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When the director Simona Vannelli commissioned me the poster for her theatrical show "The teacher with the red apron", I was working on the #quellache project, and the first thing I thought was the strange case that crossed the history of Italy Donati, victim of prejudices at the end of the 19th century, with that of my contemporary women, who tried to rebel against prejudices and stereotypes.

Below the history of Italy, in the words of Simona Vannelli.

The theatrical show will see on the stage the succession of actors and actresses in a chorus of voices enclosed in their intimate pain. They are the characters who have lived in first person, or touched, in some way, the life of the young teacher. The voices intertwine with each other in a crescendo of emotions. The guilt of almost all the characters emerges, guilty of not having understood the pain of Italia Donati crushed by slander and forced to find peace only in death. The story of the "teacher with the red apron" unfolds in a basic historical period as far as education is concerned. We are at the end of the 1800s and the level of illiteracy is very high in Valdinievole, just the daughters of the rich could have expected from life the least infamous treatment available. Italia Donati, in addition to being a woman, was also poor, two miseries that no one wanted to alleviate. Nobody but her. A little over twenty years old, in 1883, Italy left his illiterate peasant family from Cintolese, in the municipality of Monsummano, to begin his new life. Against every class law, overcoming the fatigue and terror of inadequacy, she had managed to escape the fields and the spinning mill and become an elementary teacher.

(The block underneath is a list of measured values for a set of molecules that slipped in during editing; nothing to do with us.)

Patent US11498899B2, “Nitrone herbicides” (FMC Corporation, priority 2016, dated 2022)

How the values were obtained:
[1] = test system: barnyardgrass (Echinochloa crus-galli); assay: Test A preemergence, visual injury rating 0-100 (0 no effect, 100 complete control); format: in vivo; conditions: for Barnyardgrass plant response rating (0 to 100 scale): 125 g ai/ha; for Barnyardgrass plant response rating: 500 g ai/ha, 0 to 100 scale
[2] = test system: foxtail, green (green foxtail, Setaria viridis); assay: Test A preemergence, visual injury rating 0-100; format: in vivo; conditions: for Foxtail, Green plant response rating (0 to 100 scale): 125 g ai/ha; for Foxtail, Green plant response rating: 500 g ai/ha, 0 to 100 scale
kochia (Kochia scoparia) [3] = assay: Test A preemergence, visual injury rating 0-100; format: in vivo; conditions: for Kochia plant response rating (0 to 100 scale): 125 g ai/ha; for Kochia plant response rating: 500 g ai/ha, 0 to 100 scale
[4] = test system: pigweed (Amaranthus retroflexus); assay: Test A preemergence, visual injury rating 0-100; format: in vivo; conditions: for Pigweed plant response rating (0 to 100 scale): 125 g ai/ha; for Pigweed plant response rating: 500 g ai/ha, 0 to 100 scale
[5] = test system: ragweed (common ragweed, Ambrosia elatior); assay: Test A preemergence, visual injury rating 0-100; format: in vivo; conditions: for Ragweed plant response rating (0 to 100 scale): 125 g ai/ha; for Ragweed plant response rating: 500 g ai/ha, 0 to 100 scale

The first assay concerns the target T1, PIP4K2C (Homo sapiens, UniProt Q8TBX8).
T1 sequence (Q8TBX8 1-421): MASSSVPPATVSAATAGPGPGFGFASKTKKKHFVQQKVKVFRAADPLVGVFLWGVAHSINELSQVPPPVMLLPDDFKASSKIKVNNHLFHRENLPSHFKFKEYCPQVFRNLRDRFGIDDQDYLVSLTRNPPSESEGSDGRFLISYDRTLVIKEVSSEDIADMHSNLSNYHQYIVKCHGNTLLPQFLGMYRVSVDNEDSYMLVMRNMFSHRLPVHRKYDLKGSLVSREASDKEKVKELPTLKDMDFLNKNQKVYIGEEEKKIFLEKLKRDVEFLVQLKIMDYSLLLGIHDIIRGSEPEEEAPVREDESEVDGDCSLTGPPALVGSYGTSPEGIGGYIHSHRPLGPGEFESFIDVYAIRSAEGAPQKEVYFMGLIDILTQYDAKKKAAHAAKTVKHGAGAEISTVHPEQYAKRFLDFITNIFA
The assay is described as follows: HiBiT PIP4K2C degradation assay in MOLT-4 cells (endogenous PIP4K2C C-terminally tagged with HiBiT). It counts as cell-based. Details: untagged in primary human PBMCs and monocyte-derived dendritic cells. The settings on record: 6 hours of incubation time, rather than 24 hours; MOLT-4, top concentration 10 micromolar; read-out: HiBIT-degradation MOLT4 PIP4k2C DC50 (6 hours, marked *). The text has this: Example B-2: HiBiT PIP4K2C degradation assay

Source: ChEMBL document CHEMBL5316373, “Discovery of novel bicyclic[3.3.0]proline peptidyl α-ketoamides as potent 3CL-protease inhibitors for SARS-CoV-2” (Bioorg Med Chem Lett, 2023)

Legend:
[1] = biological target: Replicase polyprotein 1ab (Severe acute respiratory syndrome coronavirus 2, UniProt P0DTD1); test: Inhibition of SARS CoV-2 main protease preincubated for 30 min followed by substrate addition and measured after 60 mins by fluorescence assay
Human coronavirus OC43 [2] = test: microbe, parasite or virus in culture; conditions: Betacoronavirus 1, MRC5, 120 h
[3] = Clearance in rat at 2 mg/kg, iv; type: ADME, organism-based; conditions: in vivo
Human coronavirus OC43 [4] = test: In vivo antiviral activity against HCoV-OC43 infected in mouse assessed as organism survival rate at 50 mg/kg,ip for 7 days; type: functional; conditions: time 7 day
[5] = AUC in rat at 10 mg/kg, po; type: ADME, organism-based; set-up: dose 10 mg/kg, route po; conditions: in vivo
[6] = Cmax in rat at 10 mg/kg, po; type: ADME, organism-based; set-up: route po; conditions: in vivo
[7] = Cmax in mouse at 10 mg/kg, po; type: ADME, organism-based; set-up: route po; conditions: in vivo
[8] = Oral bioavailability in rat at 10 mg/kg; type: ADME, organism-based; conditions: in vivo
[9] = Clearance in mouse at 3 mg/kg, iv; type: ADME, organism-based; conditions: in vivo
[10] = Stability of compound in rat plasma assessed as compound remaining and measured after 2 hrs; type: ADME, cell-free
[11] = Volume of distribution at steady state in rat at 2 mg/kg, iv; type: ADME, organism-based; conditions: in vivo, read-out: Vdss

In Porciano, in the municipality of Lamporecchio, her first assignment was waiting for her, but also the web of violence that would have led her to suicide in three years: the harassment and sexual blackmail of the mayor Raffello Torrigiani, the slander of the people, the hostility from other women. No one, apart from a couple of timid exceptions, ever took his side. Italy was very young and also very inexperienced, so much so that she fell deeper and deeper into that sort of witch hunt that made her unable to rebel for fear of losing her job. Approaching the history of Italy we ask ourselves many times “why doesn't he go away?”. The same question that the writer Elena Gianini Belotti asks herself before giving life to her beautiful book “Prima della quiete”, where she traces the very life of the unfortunate teacher. He rightly reflects on the fact that it was the wrong question, as it repeats the "imposed pattern" whereby it is the victim who must escape persecution, while the persecutor is not touched.

In the end, Italy really goes away. One morning in June 1886 he put on his “scandalous” red apron, climbed onto the wall of the bridge and threw himself into the bottaccio of the Rimaggio mill. His suicide may seem like a surrender, but instead it is in fact an indictment of a narrow-minded, petty and inhumane people. His last letter is unequivocal. Italy leaves his body exclusively to claim the medical examination that he had been denied in life and which would have proved his innocence. As it happened then. Why a show on Italia Donati? Because even today, years later, little or nothing has changed in terms of prejudice and slander. Subtle forms of violence that still claim victims today. After knowing the story of this young teacher, who lived in places known to me among other things, I felt the need to talk about her, to remember her. Through this show with the pure matrix of the theater of speech, I tried to retrace through a chorus of voices the one who sacrificed her will to live in the name of justice and honor stained by slander.

simona vannelli e laura corre.jpg

Simona Vannelli, actress and director with Laura Corre.

simona vannelli-serena-dandini.jpg

Simona Vannelli with Serena Dandini.

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